2

I'd like to pipe the output of 1 command into multiple pipes and pipe outputs from multiple commands into 1 single command.

An example of split:

# Single output to multiple pipes
echo "This is a sentence" | split | cut -d ' ' -f 1,3 > file1.txt
                                  | cut -d ' ' -f 2,4 > file2.txt

In the above example of split, the output "This is a sentence" is split piped into 2 cuts and 2 different files.

An example of join:

Hello(){
   echo "Hello $1 and $2"
}

echo "Alice" | 
echo "Bob"   | join | Hello
# output: "Hello Alice and Bob"

In the above example of join takes the outputs from 2 different pipes and give them to the function Hello as 2 piped inputs.

An example of split and join used together:

# split the input into multiple pipes
echo "Alice Bob Charlie Dave" | split

# 2 separate split pipes are processed and then joined into a single pipe
split | cut -d ' ' -f 1,3 | join
split | cut -d ' ' -f 2,4 | join

Hello(){
   echo "$1 loves $2"
}

join | Hello

# Output:
# Alice Charlie loves Bob Dave

The above example implements both split and join to have multiple pipes processed in parallel. split is "single input, multiple outputs", join is "multiple inputs, single output".

What's the best way to implement the demonstrated split and join in a shell/bash script?

1

2 Answers 2

1

You may use GNU Parallel for split:

echo "This is a sentence" |
  parallel --tee --pipe -q cut -d ' ' -f {} ::: 1,3 2,4

echo "This is a sentence" |
  parallel --tee --pipe "cut -d ' ' -f {} >file{#}" ::: 1,3 2,4
2
  • There are multiple implementations of parallel. Which is this one? On Ubuntu the default parallel from moreutils does not have the --tee or --pipe options. May 5, 2022 at 16:34
  • 2
    @pabouk-Ukrainestaystrong GNU
    – Ole Tange
    May 5, 2022 at 17:36
0

Another approach is to use tee, or in this case likely better use awk, perl etc.

Or to be wonky ...

echo "Jane Bob Alice Joe" |
(tee >(
  cut -d ' ' -f1,3 -z >&2 && printf ' loves ' >&2) |
  cut -d ' ' -f2,4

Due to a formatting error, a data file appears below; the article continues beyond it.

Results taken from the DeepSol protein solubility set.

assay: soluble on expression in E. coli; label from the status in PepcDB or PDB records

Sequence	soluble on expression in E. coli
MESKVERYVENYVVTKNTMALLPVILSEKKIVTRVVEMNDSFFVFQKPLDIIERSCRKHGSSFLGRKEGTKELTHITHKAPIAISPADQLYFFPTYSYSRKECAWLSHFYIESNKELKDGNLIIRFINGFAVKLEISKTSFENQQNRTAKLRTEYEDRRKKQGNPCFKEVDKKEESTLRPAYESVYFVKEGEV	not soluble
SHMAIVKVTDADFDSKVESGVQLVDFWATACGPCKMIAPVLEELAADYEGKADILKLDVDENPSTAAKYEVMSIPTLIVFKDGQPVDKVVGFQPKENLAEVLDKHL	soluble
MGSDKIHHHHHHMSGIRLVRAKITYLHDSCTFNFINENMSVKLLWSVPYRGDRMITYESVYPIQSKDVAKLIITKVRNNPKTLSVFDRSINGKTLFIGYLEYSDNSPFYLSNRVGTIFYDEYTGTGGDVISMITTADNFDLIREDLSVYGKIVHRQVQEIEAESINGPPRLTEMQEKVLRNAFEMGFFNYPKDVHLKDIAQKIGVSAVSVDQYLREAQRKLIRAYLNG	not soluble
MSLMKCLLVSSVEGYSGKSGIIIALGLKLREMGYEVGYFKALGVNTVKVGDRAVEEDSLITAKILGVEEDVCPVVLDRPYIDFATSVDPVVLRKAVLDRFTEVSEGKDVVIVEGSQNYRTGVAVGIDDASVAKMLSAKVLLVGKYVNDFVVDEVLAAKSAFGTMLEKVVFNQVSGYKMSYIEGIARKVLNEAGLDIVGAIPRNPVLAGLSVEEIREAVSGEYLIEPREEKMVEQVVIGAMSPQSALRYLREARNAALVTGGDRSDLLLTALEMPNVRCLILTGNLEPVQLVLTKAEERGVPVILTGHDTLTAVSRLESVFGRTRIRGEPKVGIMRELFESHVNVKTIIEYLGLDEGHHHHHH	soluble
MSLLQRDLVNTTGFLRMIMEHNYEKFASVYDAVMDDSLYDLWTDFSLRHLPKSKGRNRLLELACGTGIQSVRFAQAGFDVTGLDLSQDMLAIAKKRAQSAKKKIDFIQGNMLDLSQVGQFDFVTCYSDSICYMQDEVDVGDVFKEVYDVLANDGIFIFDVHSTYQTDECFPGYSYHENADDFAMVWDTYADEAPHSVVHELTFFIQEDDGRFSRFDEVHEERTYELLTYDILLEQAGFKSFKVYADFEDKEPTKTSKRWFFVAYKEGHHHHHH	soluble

) 2>&1 | 
tr -d '\0'

Jane Alice loves Bob Joe

Split

Split using tee + process substitution / subshell.

echo "This is a sentence" | 
tee >(cut -d ' ' -f1,3 >file1.txt) | 
cut -d ' ' -f2,4 >file2.txt

# ...

echo "This is a sentence with some more words" |
tee \
    >(cut -d ' ' -f1,3 >file1.txt) \
    >(cut -d ' ' -f2,4 >file2.txt) \
    >(cut -d ' ' -f3,5 >file3.txt) \
    >(cut -d ...

But with for example awk we can do more logic whilst also keeping the processes and parsing down.

awk '{ 
    print $1,$3 > "file1.txt"
    print $2,$4 > "file2.txt"
}'

# ... arbitrary length of input:

awk '{
    for (i = 1; i < NF - 1; ++i)
        print $i, $(i + 2)  > sprintf("file%02d.txt", i)
}'


Join

As for join it is a bit unclear what the goal really is. Some variants:

Starting out with:

#! /bin/bash -
awk '{
    for (i = 1; i < NF - 1; ++i)
        print $i, $(i + 2)  > sprintf("file%02d.txt", i)
}'

... or simply

#! /bin/awk -f
{
    for (i = 1; i < NF - 1; ++i)
        print $i, $(i + 2)  > sprintf("file%02d.txt", i)
}
$ ./splitinput <<<"Alice Jim Jane Carl An Fred Adler Morgan"
$ tail file0*
==> file01.txt <==
Alice Jane

==> file02.txt <==
Jim Carl

==> file03.txt <==
Jane An

==> file04.txt <==
Carl Fred

==> file05.txt <==
An Adler

==> file06.txt <==
Fred Morgan
  • Using paste:
$ paste -d ' ' file01.txt <(echo loves) file02.txt
Alice Jane loves Jim Carl
  • Using bash read single shot:
hello() {
    printf '%s loves %s\n' "$1" "$2"
}
IFS= read -r name1<"$1"
IFS= read -r name2<"$2"
hello "$name1" "$name2"

./script file01.txt file02.txt

Multi set operation

  • Using bash read in combination with cat:
names=()
while IFS= read -r name; do
    names+=("$name")
done< <(cat $@)

# Which can be simplified as:
IFS=$'\n' read -rd '' -a names< <(cat file*)

Gives an array of names to work with:

printf '# Name: %s\n' "${names[@]}"
# Name: Alice Jane
# Name: Jim Carl
# Name: Jane An
# Name: Carl Fred
# Name: An Adler
# Name: Fred Morgan
printf ';; bash for\n'
for ((i = 0; i < ${#names[@]}; i += 2)) do
    hello "${names[@]:i:i+2}"
done

Using a loop to process all files with read:

printf ';; bash while argv\n'
while [ $# -gt 0 ]; do
    IFS= read -r name1<"$1"
    shift
    IFS= read -r name2<"$1"
    shift
    hello "$name1" "$name2"
done

Using awk to process all files:

printf ';; awk\n'
awk -v adv=loves '
{
    if (NR % 2)
        name=$0
    else
        print name,adv,$0
}' "$@"

Alice Jane loves Jim Carl
Jane An loves Carl Fred
An Adler loves Fred Morgan

Or, to get fancy.

hello2() {
    fmt -uw32 <<-EOH
    $1 loves $2, $2 loves $3 and $3 loves $2.

    $5 is in love with $4 and $6 is all alone,
    but has a secret crush on both $1 and $3.
    EOH
}
hello2 "${names[@]}"
Alice Jane loves Jim Carl, Jim
Carl loves Jane An and Jane An
loves Jim Carl.

An Adler is in love with Carl
Fred and Fred Morgan is all
alone, but has a secret crush
on both Alice Jane and Jane An.

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